Re: Next step?

Sylvain Galineau wrote:

>> Sylvain, can you -- or anyone else -- please explain to me what the
>> actual or perceived benefit of an 'any-2-of-4' conformance requirement
>> is? I can understand that if it were impossible to come to consensus on
>> any one format then such a conformance statement would make sense as a
>> compromise to move things forward, but we don't appear to be in that
>> situation.

> I don't see what the downside is. 

I'm asking what the upside is.

I agree that with the situation as it is with the current browser 
deployment, the most likely outcome -- although not guaranteed -- of an 
'any-2-of-4' conformance requirement is WOFF+1. But I still don't 
understand what is the actual attraction to WOFF+1 *as a conformance 
requirement* instead of just WOFF.

Perhaps I am missing some factor because I am not in the browser 
business. From the font vendor perspective, anything more than one web 
font format just creates unnecessary workflow and delivery headaches. We 
only recently got rid of multiple formats for desktop fonts. But 
requiring more than one format for conformance seems to me to also put 
an unnecessary burden on new entrants in the browser market. Let's say a 
company comes along with a new browser, in a situation in which WOFF is 
the uncontested favoured format for web fonts, is supported in all 
existing browsers and is the chosen format for both web authors and font 
vendors. What good reason would there be for requiring that company to 
code support for some other format in order to be able to claim conformance?

> To be clear, what I am stating is that two is better than requiring 3 or 4

Is anyone suggesting requiring 3 or 4? It seems to me that 1 is better 
than 2 for exactly the same reasons that 2 is better than 3 or 4.

, given that every
> browser vendor has strong feelings about at least one of the formats on the list. Sure, 
> it would be great if we could bypass this and agree on one but I very much doubt 
> this will happen over email; and as browser vendors will still support their current
> features and browsers upgrade at a different pace, authors still need to deal with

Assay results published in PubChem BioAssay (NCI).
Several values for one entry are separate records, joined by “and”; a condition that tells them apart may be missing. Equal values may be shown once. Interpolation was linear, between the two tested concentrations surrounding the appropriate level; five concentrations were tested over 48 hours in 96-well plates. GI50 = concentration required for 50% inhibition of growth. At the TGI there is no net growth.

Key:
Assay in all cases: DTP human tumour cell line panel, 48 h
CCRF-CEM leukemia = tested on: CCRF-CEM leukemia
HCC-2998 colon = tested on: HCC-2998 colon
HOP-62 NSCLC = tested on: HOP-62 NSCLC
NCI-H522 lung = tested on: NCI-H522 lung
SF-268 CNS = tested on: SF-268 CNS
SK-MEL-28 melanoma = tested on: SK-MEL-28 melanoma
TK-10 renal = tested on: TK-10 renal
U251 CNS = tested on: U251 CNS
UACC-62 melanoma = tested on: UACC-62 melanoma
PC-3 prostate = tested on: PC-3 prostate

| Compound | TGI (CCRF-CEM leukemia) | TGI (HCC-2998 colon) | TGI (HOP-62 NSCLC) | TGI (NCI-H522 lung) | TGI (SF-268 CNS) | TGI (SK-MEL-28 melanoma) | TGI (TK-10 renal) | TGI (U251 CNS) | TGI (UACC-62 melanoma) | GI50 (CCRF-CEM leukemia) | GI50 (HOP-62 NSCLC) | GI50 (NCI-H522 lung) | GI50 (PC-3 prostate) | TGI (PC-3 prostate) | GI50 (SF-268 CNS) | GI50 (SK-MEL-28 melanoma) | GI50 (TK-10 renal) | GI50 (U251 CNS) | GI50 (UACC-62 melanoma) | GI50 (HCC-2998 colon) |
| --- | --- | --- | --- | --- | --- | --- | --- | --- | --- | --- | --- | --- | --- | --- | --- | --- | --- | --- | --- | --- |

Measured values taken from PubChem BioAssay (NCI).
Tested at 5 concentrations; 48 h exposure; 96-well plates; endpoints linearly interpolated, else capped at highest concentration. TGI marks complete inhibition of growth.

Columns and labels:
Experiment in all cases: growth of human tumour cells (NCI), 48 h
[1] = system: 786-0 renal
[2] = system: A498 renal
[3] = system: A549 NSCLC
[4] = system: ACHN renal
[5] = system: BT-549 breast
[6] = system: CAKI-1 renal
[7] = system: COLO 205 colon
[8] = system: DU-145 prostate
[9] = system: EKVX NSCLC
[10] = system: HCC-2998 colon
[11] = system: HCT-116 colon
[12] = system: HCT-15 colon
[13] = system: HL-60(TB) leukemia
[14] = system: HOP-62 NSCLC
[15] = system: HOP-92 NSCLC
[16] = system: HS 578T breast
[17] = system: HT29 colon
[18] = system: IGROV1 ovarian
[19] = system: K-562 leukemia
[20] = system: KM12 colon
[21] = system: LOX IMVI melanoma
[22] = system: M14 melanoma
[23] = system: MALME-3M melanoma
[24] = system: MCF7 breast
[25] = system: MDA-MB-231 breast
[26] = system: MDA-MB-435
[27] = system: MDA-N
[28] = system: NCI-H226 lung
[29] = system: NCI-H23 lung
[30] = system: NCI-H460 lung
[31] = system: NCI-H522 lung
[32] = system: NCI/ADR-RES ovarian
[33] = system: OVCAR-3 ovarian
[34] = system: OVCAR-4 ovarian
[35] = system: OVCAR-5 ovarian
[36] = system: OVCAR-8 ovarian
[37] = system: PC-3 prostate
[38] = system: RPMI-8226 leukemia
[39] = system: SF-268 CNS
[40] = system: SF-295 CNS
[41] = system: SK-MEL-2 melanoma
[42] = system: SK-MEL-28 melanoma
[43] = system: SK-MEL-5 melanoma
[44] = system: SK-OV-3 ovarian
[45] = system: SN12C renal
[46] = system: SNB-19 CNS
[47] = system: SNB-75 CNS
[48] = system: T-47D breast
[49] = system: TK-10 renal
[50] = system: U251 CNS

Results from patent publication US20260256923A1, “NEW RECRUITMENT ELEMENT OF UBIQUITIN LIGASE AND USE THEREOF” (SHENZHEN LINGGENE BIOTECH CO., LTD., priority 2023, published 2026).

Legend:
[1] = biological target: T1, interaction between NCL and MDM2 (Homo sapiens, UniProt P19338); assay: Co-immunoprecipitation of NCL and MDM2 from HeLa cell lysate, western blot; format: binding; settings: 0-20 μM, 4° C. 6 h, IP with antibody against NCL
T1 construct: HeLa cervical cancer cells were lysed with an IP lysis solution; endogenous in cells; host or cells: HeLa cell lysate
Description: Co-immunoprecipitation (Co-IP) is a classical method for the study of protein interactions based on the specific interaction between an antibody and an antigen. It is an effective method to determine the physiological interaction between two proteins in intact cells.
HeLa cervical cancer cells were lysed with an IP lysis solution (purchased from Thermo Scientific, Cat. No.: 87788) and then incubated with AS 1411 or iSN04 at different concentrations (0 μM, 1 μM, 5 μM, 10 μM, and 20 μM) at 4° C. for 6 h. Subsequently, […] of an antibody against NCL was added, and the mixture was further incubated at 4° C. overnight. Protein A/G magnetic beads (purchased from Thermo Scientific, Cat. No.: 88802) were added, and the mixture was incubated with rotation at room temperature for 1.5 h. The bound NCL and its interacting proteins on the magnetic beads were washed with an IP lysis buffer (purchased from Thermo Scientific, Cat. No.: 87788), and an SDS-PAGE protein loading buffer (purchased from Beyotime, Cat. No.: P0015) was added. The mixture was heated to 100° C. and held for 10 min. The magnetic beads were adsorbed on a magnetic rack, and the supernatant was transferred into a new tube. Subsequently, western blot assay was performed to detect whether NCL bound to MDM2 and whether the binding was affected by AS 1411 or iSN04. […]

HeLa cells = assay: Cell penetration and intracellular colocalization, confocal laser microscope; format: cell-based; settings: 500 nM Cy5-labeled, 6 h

> what's out there.

That's fine. We're talking about the formal conformance requirement, not 
about what formats are actually supported now or what multiple formats 
browsers end up choosing to support. At the moment, no one supports WOFF 
in a shipping product; it is as close as we'll come to a level playing 
field given the different upgrade cycles of the various browsers. If the 
goal of the conformance statement is simply to make it easy for browser 
makers to check a box, then 'any-1-of-4' is an automatic pass for all 
the major browsers. But if the goal is to provide robust 
interoperability and to foster a new era of web content design with 
support from the makers of fonts, then 'a-particular-1-of-4' is the best 
option, and WOFF is the obvious candidate to be that 1.

> Well, here we go again :) What I would like to register is that I do not like the
> idea of the charter keeping open the possibility of arguing about the utility
> or desirability or appropriateness of this format vs. that other one unless that argument is 
> purely technical in nature. As no one is required to implement a format they have problems 
> with, this is not a productive door to leave open. We've been there. Many times. There are four 
> formats on the table, each of which is either currently supported or landed in the public build 
> of at least one major browser. Two of these formats ought to be formally defined to ensure future 
> implementations can interoperate successfully. We then should agree on a simple conformance criteria 
> that will get us the rest of the way.

Again, we are not talking about what formats are actually supported, but 
about the formal conformance requirement.

I believe the concept of 'purely technical' argument is a chimera and 
one that is regularly used to avoid dealing with the inconvenient 
impacts of technology. My ancestors were Luddites, and knew a thing or 
two about the social impact of technology. I believe it sends the wrong 
message that a web font format that is rejected by the vast majority of 
the people who actually make fonts and who earn their living making 
fonts might be counted toward conformance. Again, I am not talking about 
what formats are supported, only what formats are given real or 
perceived official sanction by being allowed to count toward formal 

It was not, and is not, my intention to belabour this. I only wanted to 
register the opinion, which I suspect will be shared by other font 
developers. We can, of course, avoid the repetition of such opinions by 
limiting the conformance requirement to WOFF. :)

John Hudson

Received on Thursday, 22 October 2009 01:11:10 UTC